Many small presses cannot create enough innovative content without being subsidized by donations, or extra capital, of any kind (economical capital, human capital, social capital,intellectual capital, symbolic capital), but mostly financial, which means they have to become non-profit. There is a route to becoming non-profit involving legal assistance and money. it can be a difficult road if you are not a press that was founded on a conventional business plan and acquisition of loans. Publishing can be a risky business, partly due to the unknowns when it comes to authors and their books.

There is a lot to comprehend when it comes to publishing, and it should be considered by writers as well as any small publisher. As a small press, believe me when I say that independent literary presses and journals or magazines really do need the help they often ask for. Presses that have been around for twenty years or more have established themselves. Any number of things can help a press take off.  Until that turn around happens we and others like us need readers and authors to understand how much work goes into every aspect of finding good and interesting authors to bring their books to market. For everyone it can be different. What administrators and retired executives tell you may sound well and good, but what so many artists and creative business people need are folks that listen.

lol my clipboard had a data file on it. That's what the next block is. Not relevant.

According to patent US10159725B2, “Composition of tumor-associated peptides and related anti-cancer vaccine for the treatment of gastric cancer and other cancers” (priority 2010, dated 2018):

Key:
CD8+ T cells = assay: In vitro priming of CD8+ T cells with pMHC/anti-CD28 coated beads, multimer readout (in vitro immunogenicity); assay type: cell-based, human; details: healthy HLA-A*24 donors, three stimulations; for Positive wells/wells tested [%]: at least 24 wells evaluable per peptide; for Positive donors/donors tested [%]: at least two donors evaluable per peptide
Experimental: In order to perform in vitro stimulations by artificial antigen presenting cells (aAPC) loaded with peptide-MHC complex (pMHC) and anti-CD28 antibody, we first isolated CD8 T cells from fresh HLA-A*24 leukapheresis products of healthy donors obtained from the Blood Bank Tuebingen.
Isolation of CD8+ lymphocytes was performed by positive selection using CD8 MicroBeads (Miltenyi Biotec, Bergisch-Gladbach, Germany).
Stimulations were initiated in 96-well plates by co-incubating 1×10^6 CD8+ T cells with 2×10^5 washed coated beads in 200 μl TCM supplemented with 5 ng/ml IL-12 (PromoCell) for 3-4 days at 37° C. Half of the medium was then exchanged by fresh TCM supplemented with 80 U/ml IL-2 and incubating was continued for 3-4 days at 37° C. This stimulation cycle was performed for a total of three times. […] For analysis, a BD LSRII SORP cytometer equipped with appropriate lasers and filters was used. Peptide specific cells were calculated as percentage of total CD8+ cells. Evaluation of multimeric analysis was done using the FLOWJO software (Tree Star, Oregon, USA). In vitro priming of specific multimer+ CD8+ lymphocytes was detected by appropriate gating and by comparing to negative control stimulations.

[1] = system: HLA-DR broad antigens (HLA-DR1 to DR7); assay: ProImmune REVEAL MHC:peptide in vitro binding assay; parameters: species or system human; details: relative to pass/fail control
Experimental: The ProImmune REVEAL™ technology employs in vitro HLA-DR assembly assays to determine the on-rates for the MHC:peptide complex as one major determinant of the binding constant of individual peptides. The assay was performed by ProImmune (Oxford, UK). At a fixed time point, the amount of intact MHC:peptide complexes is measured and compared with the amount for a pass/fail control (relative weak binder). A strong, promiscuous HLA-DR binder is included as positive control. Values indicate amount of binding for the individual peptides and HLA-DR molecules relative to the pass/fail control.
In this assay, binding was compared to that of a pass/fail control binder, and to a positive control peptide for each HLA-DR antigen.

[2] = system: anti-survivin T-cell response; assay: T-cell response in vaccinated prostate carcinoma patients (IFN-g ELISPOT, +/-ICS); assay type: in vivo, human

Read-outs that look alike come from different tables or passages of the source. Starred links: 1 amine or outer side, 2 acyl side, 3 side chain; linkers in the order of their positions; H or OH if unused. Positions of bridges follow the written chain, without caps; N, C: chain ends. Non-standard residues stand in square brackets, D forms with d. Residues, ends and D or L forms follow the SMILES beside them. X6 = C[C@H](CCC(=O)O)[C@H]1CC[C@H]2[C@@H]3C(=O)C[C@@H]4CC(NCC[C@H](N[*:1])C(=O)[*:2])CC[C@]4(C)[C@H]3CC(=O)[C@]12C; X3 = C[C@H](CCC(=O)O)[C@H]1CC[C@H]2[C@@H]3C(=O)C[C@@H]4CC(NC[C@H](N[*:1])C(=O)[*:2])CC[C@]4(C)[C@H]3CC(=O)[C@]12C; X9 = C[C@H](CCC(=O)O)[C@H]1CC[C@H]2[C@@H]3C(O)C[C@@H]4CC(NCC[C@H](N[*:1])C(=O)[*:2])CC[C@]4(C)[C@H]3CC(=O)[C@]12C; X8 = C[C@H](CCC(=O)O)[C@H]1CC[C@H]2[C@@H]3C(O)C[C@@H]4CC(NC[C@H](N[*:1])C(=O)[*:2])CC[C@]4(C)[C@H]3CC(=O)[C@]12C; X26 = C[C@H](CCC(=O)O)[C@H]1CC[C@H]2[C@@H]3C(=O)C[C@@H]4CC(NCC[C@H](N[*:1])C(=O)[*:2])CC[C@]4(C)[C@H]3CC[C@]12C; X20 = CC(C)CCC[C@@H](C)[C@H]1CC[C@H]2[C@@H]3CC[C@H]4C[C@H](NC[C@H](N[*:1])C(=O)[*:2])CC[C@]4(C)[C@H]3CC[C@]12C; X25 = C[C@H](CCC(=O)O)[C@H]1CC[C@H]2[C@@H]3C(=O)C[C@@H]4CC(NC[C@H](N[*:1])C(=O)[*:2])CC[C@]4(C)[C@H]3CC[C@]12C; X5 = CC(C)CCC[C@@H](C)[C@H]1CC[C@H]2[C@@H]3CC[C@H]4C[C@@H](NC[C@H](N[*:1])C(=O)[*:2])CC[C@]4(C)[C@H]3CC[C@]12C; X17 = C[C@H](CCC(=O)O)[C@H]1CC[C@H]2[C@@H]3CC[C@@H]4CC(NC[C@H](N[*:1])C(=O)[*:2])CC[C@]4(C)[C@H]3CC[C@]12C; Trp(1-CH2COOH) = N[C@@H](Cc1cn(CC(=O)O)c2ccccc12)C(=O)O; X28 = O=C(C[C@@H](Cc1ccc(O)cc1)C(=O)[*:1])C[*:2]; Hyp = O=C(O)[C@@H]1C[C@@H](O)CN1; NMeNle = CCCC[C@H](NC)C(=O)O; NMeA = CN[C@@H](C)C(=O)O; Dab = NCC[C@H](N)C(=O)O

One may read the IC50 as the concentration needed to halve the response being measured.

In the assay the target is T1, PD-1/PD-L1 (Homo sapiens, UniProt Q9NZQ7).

The independent presses and the independent bookstores provide a valuable service and are enriching culture by developing missions that connect the arts and humanities with their communities. You can help by buying books and, if you are in the frame of mind or position to do so, donate any amount, whether they are a non-profit or under the umbrella of a fiscal sponsor, every donation helps. Small donations add up, they may not give you a deduction, but for example if 50 people give 10.00, that becomes 500.00. If an individual can donate a larger amount then a deduction, and usually a complimentary item or perk, is some compensation.

All independent stores and presses need each other. Give your support by buying books and making donations when you can.

Have the courage to use your own understanding